Denise Ingram with a portrait of her son which she hung in her office while working as a Youth Welfare officer.  She said her son helped remind her that domestic violence situations can also be difficult for parents.
Denise Ingram with a portrait of her son which she hung in her office while working as a Youth Welfare officer. She said her son helped remind her that domestic violence situations can also be difficult for parents. Liana Walker

Former councillor shares her domestic violence experience

IMAGINE your grandmother arriving at your home to take care of your mother, believing she had been injured in a fall in the bath - because that's what your father had told her.

Yet only moments earlier you had witnessed your drunken father belt up your mother because she prepared dinner half-an-hour too early.

The injuries don't add up but your grandmother doesn't ask questions.

Imagine this happened on a regular basis and you believed this situation was normal.

Stanthorpe resident Denise Ingram doesn't have to imagine any of it as she was a child of domestic violence and lived through the experience.

May is Domestic and Family Violence Prevention Month which aims to raise community awareness of the issue which is something Mrs Ingram is passionate about.

As well as watching her mother be beaten by her father, Mrs Ingram and her sisters were often hit by their mother.

"As an adult I'm aware it was domestic violence but at the time I wouldn't have been aware,” she said.

"You never told anyone about it, you never thought to tell anyone.”

Mrs Ingram used her experience as motivation to help other victims of domestic violence. Since moving to Stanthorpe in 1991 she has worked as a youth health worker at Stanthorpe Hospital, as a student welfare officer at Stanthorpe High School and as a councillor for the Stanthorpe Shire Council and the Southern Downs Regional Council.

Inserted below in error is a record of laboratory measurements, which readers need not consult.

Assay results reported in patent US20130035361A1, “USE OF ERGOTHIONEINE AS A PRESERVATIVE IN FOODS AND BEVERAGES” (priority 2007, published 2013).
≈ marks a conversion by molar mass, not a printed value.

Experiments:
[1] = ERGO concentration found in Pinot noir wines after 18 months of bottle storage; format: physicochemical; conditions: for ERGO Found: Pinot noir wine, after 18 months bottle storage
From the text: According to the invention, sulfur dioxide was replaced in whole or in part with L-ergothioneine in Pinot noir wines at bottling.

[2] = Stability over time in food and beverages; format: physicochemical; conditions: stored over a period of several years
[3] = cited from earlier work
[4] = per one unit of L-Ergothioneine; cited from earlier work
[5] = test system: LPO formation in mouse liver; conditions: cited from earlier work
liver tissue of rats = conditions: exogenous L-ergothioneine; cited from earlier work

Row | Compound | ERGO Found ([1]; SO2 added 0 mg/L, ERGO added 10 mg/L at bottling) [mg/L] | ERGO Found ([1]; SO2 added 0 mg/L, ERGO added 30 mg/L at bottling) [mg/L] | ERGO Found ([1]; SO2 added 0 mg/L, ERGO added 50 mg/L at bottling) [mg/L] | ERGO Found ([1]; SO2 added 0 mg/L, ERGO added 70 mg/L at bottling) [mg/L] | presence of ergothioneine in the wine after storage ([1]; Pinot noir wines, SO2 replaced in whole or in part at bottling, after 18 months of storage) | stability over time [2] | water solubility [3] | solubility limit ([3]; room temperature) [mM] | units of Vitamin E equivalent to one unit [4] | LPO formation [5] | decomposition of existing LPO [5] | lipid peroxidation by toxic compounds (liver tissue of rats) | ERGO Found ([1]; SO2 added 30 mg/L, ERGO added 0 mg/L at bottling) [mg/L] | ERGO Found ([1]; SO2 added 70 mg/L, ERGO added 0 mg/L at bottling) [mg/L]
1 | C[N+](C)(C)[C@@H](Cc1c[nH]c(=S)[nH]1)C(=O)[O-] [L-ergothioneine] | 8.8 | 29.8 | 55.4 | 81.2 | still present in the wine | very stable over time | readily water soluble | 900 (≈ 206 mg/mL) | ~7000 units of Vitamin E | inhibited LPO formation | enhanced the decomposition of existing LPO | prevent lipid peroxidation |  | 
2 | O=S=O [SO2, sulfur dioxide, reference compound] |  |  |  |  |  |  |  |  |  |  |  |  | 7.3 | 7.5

She said she believed wanting to help other people was common for children who grew up in domestic violence situations.

"You want people to know you care,” she said.

"Because you cared for your mother but you couldn't help what was happening.

"You're trying to help, you're trying to stop stuff, but you're also looking for some sort of validation.

"That's probably why I did that, you become the champion of the little people.”

Manager of Community Development Services Inc Stanthorpe Anna Walker said in the last quarter they were presented with 29 cases of Domestic and Family Violence which accounted for almost a third of all of their cases.

"The statistics were significantly higher in the period January to March,” Mrs Walker said.

"This may be attributed to the financial pressures of Christmas and return to school at the end of January.

"Domestic violence is seen across all our demographics and across generations in this community.

"I think the statistics speak volumes - one quarter to one third of the people we support are effected in one way or another by this issue.”

In the past year the Darling Downs Police district has dealt with anywhere from 64 to 111 cases of domestic violence protection order breaches every month.

Stanthorpe Police Senior Sergeant Gerard Brady said there was no set pattern as to how many cases they see in Stanthorpe.

From January 1 to now, there's been 69 reports investigated by Stanthorpe Police. That's up from last year's 50 over the same period, 53 in 2016 and 50 again in 2015.

"We can go a week without having one then a week with seven,” Sgt Brady said.

"It's certainly one of those issues in my experience I've found if it isn't dealt with it only ever gets worse.

"As police it's one of the most dangerous jobs we attend due to high emotion and often it's tied in with substance abuse - not always, but often.”

Looking back Mrs Ingram said she wished she had told someone about her situation and urged anyone who is in a domestic or family violence situation or was concerned about somebody they know to contact police or the Community Development Services Inc on 4681 3777.

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